Gateway Communities

Gateway communities are communities that provide access to federal lands, and they play a key role as entry and exit points for attractions like national parks. These communities provide hospitality services and recreational activities in addition to what is available in parks. The areas directly outside of national parks also provide services and housing to national park employees.  

Roosevelt Arch stands at the north entrance of Yellowstone National Park in Gardiner, MT

Examples

There are 1,038 communities within 1 mile of a national park in the U.S., and 99 million people live within 10 miles of one of these parks. Some of the most famous gateway communities are Gatlinburg and Pigeon Forge, TN, Gardiner, MT, Tusayan, AZ, and Jackson, WY. Gatlinburg and Pigeon Forge, TN are the most popular gateways to Great Smoky Mountains National Park. They have the most lodging, dining, and attractions of all the communities surrounding the park. Gardiner, MT is the gateway to Yellowstone National Park. The town advertises itself as the premier gateway community to Yellowstone not only due to its year-round access to the natural landscape, but for its authentic small-town feel. Tusayan, Arizona is located only 2 miles from the south entrance of Grand Canyon National Park; local business activity focuses on lodging, retail, and tour services. Jackson, WY is a gateway community for two national parks: Grand Teton and Yellowstone. Besides its proximity to the parks, it is also popular with tourists for skiing.

Tusayan, AZ

Why They Matter

Gateway communities and corridors are important because they support the domestic travel and tourism industry. NPS estimates that 329,000 jobs are directly created by national parks, and visitor spending amounts to $20.2 billion annually. Many of these communities also have historical significance so preserving them safeguards the country’s heritage and culture.

Issues

The degradation of gateway corridors and communities close to our most cherished national parks and other federal lands seriously diminishes visitor experience and often jeopardizes the fragile ecology of the park itself. With few restraints regarding planning, zoning, vehicular access, cell towers, utility lines or garish signage, some of the worst examples of unabated strip commercial development have emerged at the doorsteps of our national parks and federal lands. This degradation of gateway corridors and communities not only creates visual pollution, but also serious traffic congestion and safety problems for vehicles, pedestrians, and cyclists, not to mention the impacts on local flora and fauna. Unsustainable development can impact vulnerable watersheds, harm wildlife management, create noise, contribute to air pollution and cause habitat loss and degradation. The challenge is to halt and undo the degradation of gateway corridors and communities by engaging with local governments, residents, and the business community to demonstrate the value created by an enhanced gateway experience for visitors.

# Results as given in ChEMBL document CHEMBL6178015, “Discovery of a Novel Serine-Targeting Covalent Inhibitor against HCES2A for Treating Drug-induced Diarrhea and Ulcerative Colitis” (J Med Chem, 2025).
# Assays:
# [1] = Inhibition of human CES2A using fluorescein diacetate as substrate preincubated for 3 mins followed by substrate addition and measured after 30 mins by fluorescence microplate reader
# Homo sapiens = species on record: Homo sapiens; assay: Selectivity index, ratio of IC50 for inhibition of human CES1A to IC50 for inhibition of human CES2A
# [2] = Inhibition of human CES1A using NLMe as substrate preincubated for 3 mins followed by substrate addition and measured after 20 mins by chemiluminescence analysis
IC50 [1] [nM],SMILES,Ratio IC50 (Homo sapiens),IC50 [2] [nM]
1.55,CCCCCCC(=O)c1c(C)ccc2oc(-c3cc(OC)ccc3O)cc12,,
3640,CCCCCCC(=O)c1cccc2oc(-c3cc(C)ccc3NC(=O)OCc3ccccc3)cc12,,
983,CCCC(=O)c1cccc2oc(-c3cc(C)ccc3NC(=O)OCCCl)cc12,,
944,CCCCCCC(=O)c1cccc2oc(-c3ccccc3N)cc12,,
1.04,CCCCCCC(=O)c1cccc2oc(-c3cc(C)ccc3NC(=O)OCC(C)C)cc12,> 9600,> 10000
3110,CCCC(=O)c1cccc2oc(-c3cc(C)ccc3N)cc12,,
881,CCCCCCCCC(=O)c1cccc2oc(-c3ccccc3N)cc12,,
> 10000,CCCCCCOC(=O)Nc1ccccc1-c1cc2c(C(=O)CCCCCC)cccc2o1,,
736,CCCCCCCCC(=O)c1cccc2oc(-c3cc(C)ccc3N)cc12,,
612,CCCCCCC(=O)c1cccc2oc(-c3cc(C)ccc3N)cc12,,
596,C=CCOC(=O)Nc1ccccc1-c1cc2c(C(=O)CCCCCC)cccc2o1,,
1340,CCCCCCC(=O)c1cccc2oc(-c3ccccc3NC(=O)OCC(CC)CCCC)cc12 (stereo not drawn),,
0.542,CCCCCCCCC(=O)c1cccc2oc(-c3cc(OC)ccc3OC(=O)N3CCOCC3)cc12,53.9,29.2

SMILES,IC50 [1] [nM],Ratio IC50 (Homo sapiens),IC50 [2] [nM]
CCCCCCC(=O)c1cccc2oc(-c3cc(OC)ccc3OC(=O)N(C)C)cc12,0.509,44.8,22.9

Gatlinburg was once an example of unsustainable development. However, in recent years the city has made strides to regain its scenic character. In 2008 Gatlinburg adopted architectural guidelines, hillsides and ridges regulations, and a tree protection ordinance. The architectural guidelines illustrate favored principles of responsible building design for the city. The city also started an undergrounding program. In 2012, Gatlinburg completed Phase VI of its under-grounding utilities project, which stretches from the Convention Center to Park boundaries.

Gatlinburg, TN

Importance to Scenic America

The scenic value that our national parks represent should be reflected in the communities that serve them. Protecting gateway communities advances Scenic America’s mission because these communities and corridors protect the nation’s natural and cultural heritage. Unsustainable development of these areas threatens their scenic qualities of natural beauty and community character. National parks are also inherently connected to the communities around them. Parks do not exist as islands; they are affected by what happens to the environment outside of the park boundaries. Protecting gateway communities will protect the scenic beauty of the park itself.

With proper stewardship and support, gateway communities can generate economic growth for themselves and provide a seamless and enjoyable experience for travelers who visit federal lands, while also ensuring that those land are protected from scenic blight or other harmful development. 

Jackson, WY